Prometheus: Thou mayst not know this now: forbear to inquire.
Chorus: Is it of moment what thou keep'st thus close?
Prometheus: No more of this discourse; it is not time
Now to disclose that which requires the seal
Of strictest secresy; by guarding which I shall escape the misery of these chains.
  • lines 510 - 524; as translated by R. Potter (1860)


  • For it would be better to die once and for all than to suffer pain for all one's life.
    • line 750

  • Time waxing old can many a lesson teach.
    • line 981; Variant translations: Time as he grows old teaches all things.
      Time brings all things to pass.

  • God's mouth knows not how to speak falsehood, but he brings to pass every word.
    • line 1030

  • On me the tempest falls. It does not make me tremble. O holy Mother Earth, O air and sun, behold me. I am wronged.
    • line 1089

Agamemnon

  • I pray the gods will give me some relief
    And end this weary job. One long full year
    I've been lying here, on this rooftop,
    The palace of the sons of Atreus,
    Resting on my arms, just like a dog.
    I've come to know the night sky, every star,
    The powers we see glittering in the sky,
    Bringing winter and summer to us all,
    As the constellations rise and sink.
    • l. 1

  • A great ox stands on my tongue.
    • l. 36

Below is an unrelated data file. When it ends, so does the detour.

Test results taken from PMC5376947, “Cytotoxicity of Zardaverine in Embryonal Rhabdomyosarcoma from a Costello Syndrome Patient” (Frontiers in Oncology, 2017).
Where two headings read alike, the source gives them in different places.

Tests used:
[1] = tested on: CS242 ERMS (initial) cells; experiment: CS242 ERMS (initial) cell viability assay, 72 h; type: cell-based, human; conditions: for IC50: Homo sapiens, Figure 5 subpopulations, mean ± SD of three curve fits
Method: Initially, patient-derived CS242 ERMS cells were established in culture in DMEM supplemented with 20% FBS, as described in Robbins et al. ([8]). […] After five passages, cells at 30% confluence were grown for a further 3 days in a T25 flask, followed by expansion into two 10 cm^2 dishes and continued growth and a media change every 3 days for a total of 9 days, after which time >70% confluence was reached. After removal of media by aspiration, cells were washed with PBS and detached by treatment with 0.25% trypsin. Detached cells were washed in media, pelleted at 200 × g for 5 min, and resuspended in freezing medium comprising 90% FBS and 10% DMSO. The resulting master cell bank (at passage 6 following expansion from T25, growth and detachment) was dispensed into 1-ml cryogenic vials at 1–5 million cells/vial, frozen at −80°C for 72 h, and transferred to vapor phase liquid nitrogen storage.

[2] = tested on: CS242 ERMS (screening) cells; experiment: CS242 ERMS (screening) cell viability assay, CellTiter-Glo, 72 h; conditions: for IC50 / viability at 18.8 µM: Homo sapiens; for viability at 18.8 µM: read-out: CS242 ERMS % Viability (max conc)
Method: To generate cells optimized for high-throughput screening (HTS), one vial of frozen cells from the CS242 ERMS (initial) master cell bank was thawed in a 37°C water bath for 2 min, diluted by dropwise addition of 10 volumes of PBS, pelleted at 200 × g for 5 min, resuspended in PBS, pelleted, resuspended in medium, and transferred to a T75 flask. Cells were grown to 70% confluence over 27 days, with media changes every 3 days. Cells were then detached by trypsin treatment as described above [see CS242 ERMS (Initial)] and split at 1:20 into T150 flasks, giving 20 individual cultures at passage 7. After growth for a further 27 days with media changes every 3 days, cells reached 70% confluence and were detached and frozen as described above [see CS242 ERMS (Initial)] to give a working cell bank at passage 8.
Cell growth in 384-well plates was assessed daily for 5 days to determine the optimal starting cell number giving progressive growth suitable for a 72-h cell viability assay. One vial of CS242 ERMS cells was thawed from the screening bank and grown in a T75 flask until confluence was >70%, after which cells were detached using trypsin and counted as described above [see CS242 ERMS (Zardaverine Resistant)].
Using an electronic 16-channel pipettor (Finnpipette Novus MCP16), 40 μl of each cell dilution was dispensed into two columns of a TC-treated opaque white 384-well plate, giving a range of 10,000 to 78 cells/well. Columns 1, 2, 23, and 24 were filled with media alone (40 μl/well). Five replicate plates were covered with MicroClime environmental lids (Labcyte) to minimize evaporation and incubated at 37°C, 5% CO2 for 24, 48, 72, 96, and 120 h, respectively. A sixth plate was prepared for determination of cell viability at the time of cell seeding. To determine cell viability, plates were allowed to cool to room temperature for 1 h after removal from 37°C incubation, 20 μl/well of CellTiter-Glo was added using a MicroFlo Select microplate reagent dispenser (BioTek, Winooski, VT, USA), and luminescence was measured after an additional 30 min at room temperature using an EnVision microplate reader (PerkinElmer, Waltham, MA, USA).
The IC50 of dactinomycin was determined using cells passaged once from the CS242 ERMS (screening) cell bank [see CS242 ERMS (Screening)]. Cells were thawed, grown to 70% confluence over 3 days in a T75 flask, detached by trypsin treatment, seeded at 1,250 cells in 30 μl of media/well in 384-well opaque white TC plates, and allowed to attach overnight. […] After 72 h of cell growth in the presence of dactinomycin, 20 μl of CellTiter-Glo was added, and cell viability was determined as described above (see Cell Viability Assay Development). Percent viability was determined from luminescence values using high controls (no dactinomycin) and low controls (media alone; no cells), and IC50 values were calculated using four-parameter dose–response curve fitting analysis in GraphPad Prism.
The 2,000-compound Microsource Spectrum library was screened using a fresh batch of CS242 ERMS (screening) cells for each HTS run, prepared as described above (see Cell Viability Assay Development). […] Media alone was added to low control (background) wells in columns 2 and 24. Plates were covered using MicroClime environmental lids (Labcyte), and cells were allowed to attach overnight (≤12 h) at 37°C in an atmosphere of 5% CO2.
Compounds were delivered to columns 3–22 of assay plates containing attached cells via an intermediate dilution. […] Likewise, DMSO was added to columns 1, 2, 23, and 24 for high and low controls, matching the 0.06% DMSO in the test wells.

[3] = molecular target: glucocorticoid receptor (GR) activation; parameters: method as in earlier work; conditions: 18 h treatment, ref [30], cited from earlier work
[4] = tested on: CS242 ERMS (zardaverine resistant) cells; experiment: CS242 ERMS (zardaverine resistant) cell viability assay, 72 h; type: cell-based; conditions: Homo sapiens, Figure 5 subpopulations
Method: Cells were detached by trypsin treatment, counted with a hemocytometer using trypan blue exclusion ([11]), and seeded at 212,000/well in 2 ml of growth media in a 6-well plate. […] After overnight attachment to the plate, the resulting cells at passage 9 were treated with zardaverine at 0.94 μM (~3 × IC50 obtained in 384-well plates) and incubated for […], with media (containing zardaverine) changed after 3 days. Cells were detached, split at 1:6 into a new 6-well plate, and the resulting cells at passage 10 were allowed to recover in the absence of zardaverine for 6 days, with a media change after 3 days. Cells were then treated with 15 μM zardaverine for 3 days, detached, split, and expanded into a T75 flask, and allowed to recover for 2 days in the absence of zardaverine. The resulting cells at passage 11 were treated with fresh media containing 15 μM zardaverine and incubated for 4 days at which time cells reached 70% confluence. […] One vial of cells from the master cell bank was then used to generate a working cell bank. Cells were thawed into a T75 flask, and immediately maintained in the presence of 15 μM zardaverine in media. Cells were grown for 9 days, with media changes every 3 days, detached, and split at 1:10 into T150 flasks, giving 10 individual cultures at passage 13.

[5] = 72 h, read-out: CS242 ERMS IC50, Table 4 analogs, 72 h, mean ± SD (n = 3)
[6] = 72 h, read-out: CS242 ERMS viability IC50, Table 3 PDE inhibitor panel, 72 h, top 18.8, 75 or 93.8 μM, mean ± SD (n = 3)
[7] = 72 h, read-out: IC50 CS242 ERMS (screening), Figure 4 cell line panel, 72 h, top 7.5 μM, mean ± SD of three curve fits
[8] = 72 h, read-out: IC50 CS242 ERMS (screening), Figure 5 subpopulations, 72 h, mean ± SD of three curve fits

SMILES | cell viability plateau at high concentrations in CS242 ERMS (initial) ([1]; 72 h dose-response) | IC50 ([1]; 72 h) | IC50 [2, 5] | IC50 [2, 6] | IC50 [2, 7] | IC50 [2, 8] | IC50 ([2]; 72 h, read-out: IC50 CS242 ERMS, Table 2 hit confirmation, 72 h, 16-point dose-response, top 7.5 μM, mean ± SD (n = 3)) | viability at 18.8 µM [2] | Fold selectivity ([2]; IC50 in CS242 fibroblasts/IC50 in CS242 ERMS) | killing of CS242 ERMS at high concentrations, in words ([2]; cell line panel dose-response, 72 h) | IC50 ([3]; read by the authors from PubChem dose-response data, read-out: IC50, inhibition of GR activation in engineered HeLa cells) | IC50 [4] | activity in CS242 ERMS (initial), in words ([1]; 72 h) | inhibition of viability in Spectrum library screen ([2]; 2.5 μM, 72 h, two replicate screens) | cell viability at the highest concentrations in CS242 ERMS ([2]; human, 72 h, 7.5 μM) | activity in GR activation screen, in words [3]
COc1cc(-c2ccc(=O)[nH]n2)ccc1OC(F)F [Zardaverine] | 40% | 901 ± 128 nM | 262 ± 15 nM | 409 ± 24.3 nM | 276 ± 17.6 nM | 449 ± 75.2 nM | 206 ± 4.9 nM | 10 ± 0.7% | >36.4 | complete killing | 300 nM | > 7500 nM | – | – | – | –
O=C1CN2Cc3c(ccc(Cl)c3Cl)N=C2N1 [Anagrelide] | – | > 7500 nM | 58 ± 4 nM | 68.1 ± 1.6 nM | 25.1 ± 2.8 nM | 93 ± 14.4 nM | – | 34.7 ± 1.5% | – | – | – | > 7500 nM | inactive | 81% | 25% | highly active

• Wisdom comes through suffering.
    Trouble, with its memories of pain,
    Drips in our hearts as we try to sleep,
    So men against their will
    Learn to practice moderation.
    Favours come to us from gods.
    • Variant: He who learns must suffer
      And even in our sleep pain that cannot forget
      Falls drop by drop upon the heart,
      And in our own despite, against our will,
      Comes wisdom to us by the awful grace of God.
    • Historical Note: This was misquoted by Robert F. Kennedy in his speech announcing the assassination of Martin Luther King, Jr. on 4 April 1968. It is the epitaph his family had enscribed on his grave marker in Arlington National Cemetery. His version:
    • In our sleep, pain which cannot beget
      falls drop by drop upon the heart
      until, in our own despair, against our will,
      comes wisdom through the awful grace of God.
      See : http://www.morec.com/rfk.htm, http://www.youtube.com/watch?v=jPYNb4ex6Ko
    • l. 179

  • She [Helen] brought to Ilium her dowry, destruction.
    • l. 406

  • Learning is ever in the freshness of its youth, even for the old.
    • l. 584

  • It is in the character of very few men to honor without envy a friend who has prospered.
    • l. 832

  • Only when man's life comes to its end in prosperity can one call that man happy.
    • Variant translations: Call no man happy till he is dead.
      Hold him alone truly fortunate who has ended his life in happy well-being.
    • l. 928

  • Oh me, I have been struck a mortal blow right inside.
    • l. 1343

  • Death is better, a milder fate than tyranny.
    • Variant translation: Death is softer by far than tyranny.
    • l. 1364

  • Zeus, first cause, prime mover; for what thing without Zeus is done among mortals?
    • l. 1485

  • Do not kick against the pricks.
    • l. 1624

  • I know how men in exile feed on dreams of hope.
    • l. 1668

Libation Bearers

  • Good fortune is a god among men, and more than a god.